The part of Alice was originally conceived for the phenomenally talented helium-based Broadway life-form known as Kristen Chenoweth. But for this premiere, Sally Matthews negotiated Alice’s very varied demands with ease, naive ditties, coloratura hailstorms, sprechstimme and swoops, everything. Septuagenarian Gwyneth Jones has a vibrato as wide as the moon’s orbit these days, yet she held the stage’s focus ferociously with her Brunhilde/Lulu turn as the Queen of Hearts. Piia Komsi triumphed in the punishingly extreme role of the Cat. Another standout was Andrew Watts, who negotiated his largely falsetto White Rabbit convincingly. Ditto Mad Hatter Dietrich Henschel. Guy de Mey was suitably mousey as the Mouse, and Cynthia Jackson a commanding Duchess. Steven Humes’ smooth bass stood him in good stead as the King of Hearts.
The most successful scene, however, was without singer or orchestra: the “Interlude 1” entirely for solo bass clarinet (Stefan Schneider), as the audience was invited simply to read projected on the stage the words of the hookah-smoking, mushroom-engaged caterpillar advocating the virtues of transformation and change.
Viewing Alice as a series of strange surrealist dreams, however, largely eviscerates the playful depths and hidden games that make the book the wonder it is. I would suggest the composer take the caterpillar’s advice and consider radical metamorphosis for this music: Drop Alice and map this score onto Strindberg’s “Dream Play,” which is not just closer to her ideas and temperament, but, startlingly, it contains nearly identical scenes as she has interpreted them.
Unsuk Chin’s finely-detailed, wide-ranging score received a committed, precise, fluent and beautifully played performance by Kent Nagano and the Bavarian State Orchestra. Ditto the State Opera’s children’s and adult’s choruses. Nagano commanded the huge forces with graceful authority, and I cannot imagine it being better done. In the end, the audience divided violently. The lusty, loudly sustained boo’s seemed to overwhelm the less numerous but also sustained applause. At the end, the parquet emptied quickly, while scattered energetic applause continued, mostly from the upper balconies, forcing the bows to continue to a nearly empty house.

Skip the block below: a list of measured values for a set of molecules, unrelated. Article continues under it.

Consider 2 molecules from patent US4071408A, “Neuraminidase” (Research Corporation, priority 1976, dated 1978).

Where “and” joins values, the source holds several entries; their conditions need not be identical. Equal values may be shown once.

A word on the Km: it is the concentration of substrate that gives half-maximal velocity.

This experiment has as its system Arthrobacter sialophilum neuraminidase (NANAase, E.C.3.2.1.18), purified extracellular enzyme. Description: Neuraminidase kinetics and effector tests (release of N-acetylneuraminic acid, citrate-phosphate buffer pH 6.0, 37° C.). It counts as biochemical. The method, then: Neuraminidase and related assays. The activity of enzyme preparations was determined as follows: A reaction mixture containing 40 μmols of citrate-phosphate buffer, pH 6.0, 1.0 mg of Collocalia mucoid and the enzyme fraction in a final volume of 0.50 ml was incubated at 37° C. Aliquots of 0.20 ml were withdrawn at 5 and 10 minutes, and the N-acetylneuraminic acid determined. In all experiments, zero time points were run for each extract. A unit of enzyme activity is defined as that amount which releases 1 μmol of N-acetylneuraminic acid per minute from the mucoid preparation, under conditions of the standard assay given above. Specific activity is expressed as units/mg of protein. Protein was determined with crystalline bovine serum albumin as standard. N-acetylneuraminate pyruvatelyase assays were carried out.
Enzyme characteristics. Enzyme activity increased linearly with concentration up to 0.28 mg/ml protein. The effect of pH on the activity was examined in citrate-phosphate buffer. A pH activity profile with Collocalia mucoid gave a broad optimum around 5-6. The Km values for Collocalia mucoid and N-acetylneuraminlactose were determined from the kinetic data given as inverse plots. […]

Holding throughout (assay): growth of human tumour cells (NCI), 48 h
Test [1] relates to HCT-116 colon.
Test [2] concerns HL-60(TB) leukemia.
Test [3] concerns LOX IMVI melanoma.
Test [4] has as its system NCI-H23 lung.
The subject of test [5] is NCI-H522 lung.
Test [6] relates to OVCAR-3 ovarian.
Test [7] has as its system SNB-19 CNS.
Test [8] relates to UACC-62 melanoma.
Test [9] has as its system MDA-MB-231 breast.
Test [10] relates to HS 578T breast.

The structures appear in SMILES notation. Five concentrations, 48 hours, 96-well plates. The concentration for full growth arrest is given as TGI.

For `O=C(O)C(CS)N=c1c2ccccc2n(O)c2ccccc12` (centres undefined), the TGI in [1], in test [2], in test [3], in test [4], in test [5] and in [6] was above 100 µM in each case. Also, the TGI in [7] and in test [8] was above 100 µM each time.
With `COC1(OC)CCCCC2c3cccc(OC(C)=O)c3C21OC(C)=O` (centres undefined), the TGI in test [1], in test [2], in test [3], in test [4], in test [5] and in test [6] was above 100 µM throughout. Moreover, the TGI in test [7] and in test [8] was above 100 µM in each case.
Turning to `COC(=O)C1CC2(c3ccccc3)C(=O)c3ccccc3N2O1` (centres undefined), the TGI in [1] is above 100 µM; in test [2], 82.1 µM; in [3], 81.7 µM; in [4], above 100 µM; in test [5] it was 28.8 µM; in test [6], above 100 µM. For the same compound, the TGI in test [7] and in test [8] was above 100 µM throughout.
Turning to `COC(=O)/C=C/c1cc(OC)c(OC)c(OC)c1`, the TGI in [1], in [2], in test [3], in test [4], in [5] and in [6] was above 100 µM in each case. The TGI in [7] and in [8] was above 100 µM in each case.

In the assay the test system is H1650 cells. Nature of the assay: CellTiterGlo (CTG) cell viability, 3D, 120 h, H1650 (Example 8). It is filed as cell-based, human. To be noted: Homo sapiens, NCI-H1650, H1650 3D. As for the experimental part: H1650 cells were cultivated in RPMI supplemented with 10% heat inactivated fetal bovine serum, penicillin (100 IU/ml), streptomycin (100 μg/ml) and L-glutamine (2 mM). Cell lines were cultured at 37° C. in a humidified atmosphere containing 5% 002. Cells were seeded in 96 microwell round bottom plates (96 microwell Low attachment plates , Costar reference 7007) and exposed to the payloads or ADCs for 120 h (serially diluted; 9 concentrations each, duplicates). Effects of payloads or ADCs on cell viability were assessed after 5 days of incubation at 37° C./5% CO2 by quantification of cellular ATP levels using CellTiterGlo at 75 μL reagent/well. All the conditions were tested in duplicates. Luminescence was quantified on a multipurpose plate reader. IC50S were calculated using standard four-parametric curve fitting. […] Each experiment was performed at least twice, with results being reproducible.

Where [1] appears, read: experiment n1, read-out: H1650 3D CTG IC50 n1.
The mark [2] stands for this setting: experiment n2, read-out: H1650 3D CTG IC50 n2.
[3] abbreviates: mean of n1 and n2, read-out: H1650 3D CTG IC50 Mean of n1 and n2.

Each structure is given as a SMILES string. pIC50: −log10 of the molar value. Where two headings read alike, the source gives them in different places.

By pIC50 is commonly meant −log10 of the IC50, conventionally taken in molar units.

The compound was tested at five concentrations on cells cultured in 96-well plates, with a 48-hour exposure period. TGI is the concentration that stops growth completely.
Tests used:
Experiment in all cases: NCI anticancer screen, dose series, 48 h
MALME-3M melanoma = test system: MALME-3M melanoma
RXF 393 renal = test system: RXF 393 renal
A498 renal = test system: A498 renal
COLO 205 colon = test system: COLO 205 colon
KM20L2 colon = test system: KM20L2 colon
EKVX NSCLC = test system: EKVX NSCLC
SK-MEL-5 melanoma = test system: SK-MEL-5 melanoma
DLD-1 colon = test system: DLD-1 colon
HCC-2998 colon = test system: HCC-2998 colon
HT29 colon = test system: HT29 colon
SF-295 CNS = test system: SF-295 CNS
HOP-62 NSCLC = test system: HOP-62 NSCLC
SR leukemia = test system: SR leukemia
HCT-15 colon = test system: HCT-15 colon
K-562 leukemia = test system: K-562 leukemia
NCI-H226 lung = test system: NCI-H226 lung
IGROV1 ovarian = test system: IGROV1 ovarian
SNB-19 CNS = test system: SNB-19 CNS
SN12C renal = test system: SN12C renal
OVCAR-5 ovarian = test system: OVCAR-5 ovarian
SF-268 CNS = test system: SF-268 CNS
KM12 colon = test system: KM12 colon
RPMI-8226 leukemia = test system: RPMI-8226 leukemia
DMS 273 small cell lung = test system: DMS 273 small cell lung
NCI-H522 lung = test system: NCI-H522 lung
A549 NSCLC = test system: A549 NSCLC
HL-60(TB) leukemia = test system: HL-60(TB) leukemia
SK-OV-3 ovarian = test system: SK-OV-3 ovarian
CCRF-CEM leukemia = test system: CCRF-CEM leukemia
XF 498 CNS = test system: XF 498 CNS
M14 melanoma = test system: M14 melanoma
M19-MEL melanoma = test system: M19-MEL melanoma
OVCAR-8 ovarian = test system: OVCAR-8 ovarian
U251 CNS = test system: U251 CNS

The late György Ligeti is the one who suggested Chin consider “Alice” for an opera. He had wanted to compose it himself, but correctly guessed he had not time enough left to do so. One can only dream what that truly extraordinary composer, capable of the full, deft range of wit and humor, from wink, nudge, titter to belly laugh, would have done with Alice.
In my decades of Alice encounters, only one version has been a completely unalloyed success: a “poor theater” dramatization created by André Gregrory. Small cast, almost no props or scenery. But what imagination! And consider the artists who’ve tried to visualize Alice, including in the exhibitions surrounding this production — has anyone succeeded in displacing David Tenniel’s 142 year-old vision of this work?
Kent Nagano and everyone at the Bavarian State Opera are to be praised for taking such a big chance on new work. One fervently hopes this kind of risk-taking will continue. We need new work and the excitement it brings even when it does not live up to expectations. But perhaps the best moral comes from the book itself: “‘Perhaps it hasn’t one,’ Alice ventured to remark. ‘Tut, tut, child,’ said the Duchess, ‘everything’s got a moral, if only you can find it....Take care of sense, and the sounds will take care of themselves.’”
© 2007 Raphael Mostel